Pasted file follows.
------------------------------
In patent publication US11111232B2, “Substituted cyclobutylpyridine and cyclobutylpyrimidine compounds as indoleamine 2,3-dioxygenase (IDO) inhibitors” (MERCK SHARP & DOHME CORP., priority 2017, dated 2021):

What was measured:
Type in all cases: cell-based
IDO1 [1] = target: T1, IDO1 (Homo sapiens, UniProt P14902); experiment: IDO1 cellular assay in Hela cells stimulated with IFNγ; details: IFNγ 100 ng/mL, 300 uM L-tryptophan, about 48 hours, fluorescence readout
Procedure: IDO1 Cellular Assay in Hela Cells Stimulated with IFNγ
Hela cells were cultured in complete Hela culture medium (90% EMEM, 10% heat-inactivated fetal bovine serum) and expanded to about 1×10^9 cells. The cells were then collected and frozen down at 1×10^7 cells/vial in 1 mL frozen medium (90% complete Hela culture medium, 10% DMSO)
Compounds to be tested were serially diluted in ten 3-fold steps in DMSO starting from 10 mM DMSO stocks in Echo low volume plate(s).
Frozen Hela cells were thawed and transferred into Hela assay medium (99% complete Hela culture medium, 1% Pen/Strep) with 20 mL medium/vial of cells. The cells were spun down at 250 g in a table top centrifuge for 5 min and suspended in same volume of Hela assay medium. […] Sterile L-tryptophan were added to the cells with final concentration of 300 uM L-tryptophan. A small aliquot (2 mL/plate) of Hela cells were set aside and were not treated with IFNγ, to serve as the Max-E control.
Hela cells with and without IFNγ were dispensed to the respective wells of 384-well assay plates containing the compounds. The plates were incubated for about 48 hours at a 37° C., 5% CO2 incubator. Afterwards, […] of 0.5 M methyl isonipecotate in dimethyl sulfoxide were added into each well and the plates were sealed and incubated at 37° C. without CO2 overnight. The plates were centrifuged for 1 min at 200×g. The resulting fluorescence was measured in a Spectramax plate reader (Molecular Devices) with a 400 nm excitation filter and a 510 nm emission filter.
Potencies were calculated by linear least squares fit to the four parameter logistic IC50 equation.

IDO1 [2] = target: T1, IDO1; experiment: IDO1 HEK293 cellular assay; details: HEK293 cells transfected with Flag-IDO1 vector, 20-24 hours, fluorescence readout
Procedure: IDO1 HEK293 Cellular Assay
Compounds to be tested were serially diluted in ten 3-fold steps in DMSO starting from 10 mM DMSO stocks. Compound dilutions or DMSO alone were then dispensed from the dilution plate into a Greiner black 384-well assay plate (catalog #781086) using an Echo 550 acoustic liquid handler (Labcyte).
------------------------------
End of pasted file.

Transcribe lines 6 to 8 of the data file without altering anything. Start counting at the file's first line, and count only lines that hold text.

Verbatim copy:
Hela cells were cultured in complete Hela culture medium (90% EMEM, 10% heat-inactivated fetal bovine serum) and expanded to about 1×10^9 cells. The cells were then collected and frozen down at 1×10^7 cells/vial in 1 mL frozen medium (90% complete Hela culture medium, 10% DMSO)
Compounds to be tested were serially diluted in ten 3-fold steps in DMSO starting from 10 mM DMSO stocks in Echo low volume plate(s).
Frozen Hela cells were thawed and transferred into Hela assay medium (99% complete Hela culture medium, 1% Pen/Strep) with 20 mL medium/vial of cells. The cells were spun down at 250 g in a table top centrifuge for 5 min and suspended in same volume of Hela assay medium. […] Sterile L-tryptophan were added to the cells with final concentration of 300 uM L-tryptophan. A small aliquot (2 mL/plate) of Hela cells were set aside and were not treated with IFNγ, to serve as the Max-E control.